Blind Comparison in Acts

A portion of the sermon this morning was derived from the fourth chapter of Acts. As the pastor read from his translation, I followed along in another translation which was completely different from his. I was surprised at the difference so much that as soon as I got home I looked up verses 16 and 17 immediately in several translations. Just to show the variety in translations I am including quite a few here for your convenience.

I’m curious to read your comments about which rendering is most easily understood by you. The first translation is the one I took with me to church this morning. The last translation before the Greek is the only one that did not use inclusive language. Please have a look and let me know what your thoughts are.

  • “What should we do with these men?” they asked each other. “We can’t deny that they have performed a miraculous sign, and everybody in Jerusalem knows about it. But to keep them from spreading their propaganda any further, we must warn them not to speak to anyone in Jesus’ name again.”
  • “What are we going to do with these men?” they asked. “Everyone living in Jerusalem knows they have performed a notable sign, and we cannot deny it. But to stop this thing from spreading any further among the people, we must warn them to speak no longer to anyone in this name.”
  • “What can we do with these men? By now it’s known all over town that a miracle has occurred, and that they are behind it. There is no way we can refute that. But so that it doesn’t go any further, let’s silence them with threats so they won’t dare to use Jesus’ name ever again with anyone.”
  • “What should we do with these men? For an obvious sign, evident to all who live in Jerusalem, has been done through them, and we cannot deny it! But so this does not spread any further among the people, let’s threaten them against speaking to anyone in this name again.”
  • “What are we to do with these men?” they said. “It is common knowledge in Jerusalem that a notable miracle has come about through them; and we cannot deny it. But to stop this from spreading farther among the people, we had better caution them never again to speak to anyone in this name.”
  • “What will we do with them? For it is obvious to all who live in Jerusalem that a notable sign has been done through them; we cannot deny it. But to keep it from spreading further among the people, let us warn them to speak no more to anyone in this name.”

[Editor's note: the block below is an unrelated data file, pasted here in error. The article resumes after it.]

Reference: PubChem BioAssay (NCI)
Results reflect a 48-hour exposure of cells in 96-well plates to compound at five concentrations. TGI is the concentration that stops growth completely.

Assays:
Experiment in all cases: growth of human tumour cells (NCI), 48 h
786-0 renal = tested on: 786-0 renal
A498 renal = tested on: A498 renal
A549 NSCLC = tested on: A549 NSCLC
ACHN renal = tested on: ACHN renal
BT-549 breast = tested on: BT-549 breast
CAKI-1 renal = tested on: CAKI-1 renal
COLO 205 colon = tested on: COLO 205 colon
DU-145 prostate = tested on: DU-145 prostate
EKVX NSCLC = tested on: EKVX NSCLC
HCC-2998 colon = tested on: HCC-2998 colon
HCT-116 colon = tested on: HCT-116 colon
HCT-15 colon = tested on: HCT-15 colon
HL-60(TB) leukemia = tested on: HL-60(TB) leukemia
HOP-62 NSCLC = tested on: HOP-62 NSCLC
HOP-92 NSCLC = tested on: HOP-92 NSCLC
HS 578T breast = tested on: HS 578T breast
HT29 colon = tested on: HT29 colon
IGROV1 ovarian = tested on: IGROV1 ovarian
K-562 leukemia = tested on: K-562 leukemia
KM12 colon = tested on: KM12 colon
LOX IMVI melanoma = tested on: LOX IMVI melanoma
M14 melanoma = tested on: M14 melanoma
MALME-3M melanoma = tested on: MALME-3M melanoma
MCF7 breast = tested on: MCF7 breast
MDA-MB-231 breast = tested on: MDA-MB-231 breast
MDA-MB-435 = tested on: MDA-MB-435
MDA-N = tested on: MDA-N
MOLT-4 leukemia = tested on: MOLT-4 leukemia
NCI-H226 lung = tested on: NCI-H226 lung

• “What shall we do with these men? For that a notable sign has been performed through them is evident to all the inhabitants of Jerusalem, and we cannot deny it. But in order that it may spread no further among the people, let us warn them to speak no more to anyone in this name.”
  • “What shall we do with these men? For the fact that a noteworthy miracle has taken place through them is apparent to all who live in Jerusalem, and we cannot deny it. But so that it will not spread any further among the people, let us warn them to speak no longer to any man in this name.”
  • λέγοντες· τί ποιήσωμεν τοῖς ἀνθρώποις τούτοις; ὅτι μὲν γὰρ γνωστὸν σημεῖον γέγονεν διʼ αὐτῶν πᾶσιν τοῖς κατοικοῦσιν Ἰερουσαλὴμ φανερὸν καὶ οὐ δυνάμεθα ἀρνεῖσθαι· ἀλλʼ ἵνα μὴ ἐπὶ πλεῖον διανεμηθῇ εἰς τὸν λαὸν ἀπειλησώμεθα αὐτοῖς μηκέτι λαλεῖν ἐπὶ τῷ ὀνόματι τούτῳ μηδενὶ ἀνθρώπων.

Update
There are three follow up posts: part 1, part 2, and part 3.

About these ads

11 thoughts on “Blind Comparison in Acts

  1. The first one is the most understandable for me and uses the most natural language for the most part. The last sentence may not sound as emphatic as the rest but the word order is more natural than some of the others.

    Many of the others use the ever awkward “for”.
    Jeff

  2. I suppose I should have mentioned my preferences. I liked number four the best. Thanks for stopping by Damian.

    Jeff, thanks for the comment. Number one used “can’t” which I prefer over “cannot”. However it used the term “propaganda” which was the main reason I didn’t like it, and also why I decided to post these.

  3. Nathan,

    I think I actually like ‘propaganda’ used here. Not necessary, but I think it expresses the concerns of the speakers well. You’re right about ‘can’t’, though – it does make a lot of difference.

    I think the reason I like the last one is ‘noteworthy miracle’. I think it’s a succinct way of saying it, moreso than most of the others.

  4. I’m super busy this week, but I plan a follow up to this post as soon as I have time to finish typing it up. After reviewing the list of translations I probably should have posted fewer of them to make it easier to read through them all. Anyways… more soon.

  5. For the first half of these passage (“What are we going [...] cannot deny it.”), I prefer the second translation listed. I prefer the fourth translation for the second half (“let’s threaten them” is stronger and more direct than “warn”), though I like “propaganda” as well.

  6. Pingback: Acts comparison results part 1 « Discipulus Scripturae

  7. Pingback: Acts comparison results part 2 « Discipulus Scripturae

  8. Pingback: Acts comparison results part 3 « Discipulus Scripturae

Leave a Reply

Fill in your details below or click an icon to log in:

WordPress.com Logo

You are commenting using your WordPress.com account. Log Out / Change )

Twitter picture

You are commenting using your Twitter account. Log Out / Change )

Facebook photo

You are commenting using your Facebook account. Log Out / Change )

Google+ photo

You are commenting using your Google+ account. Log Out / Change )

Connecting to %s

Follow

Get every new post delivered to your Inbox.

%d bloggers like this: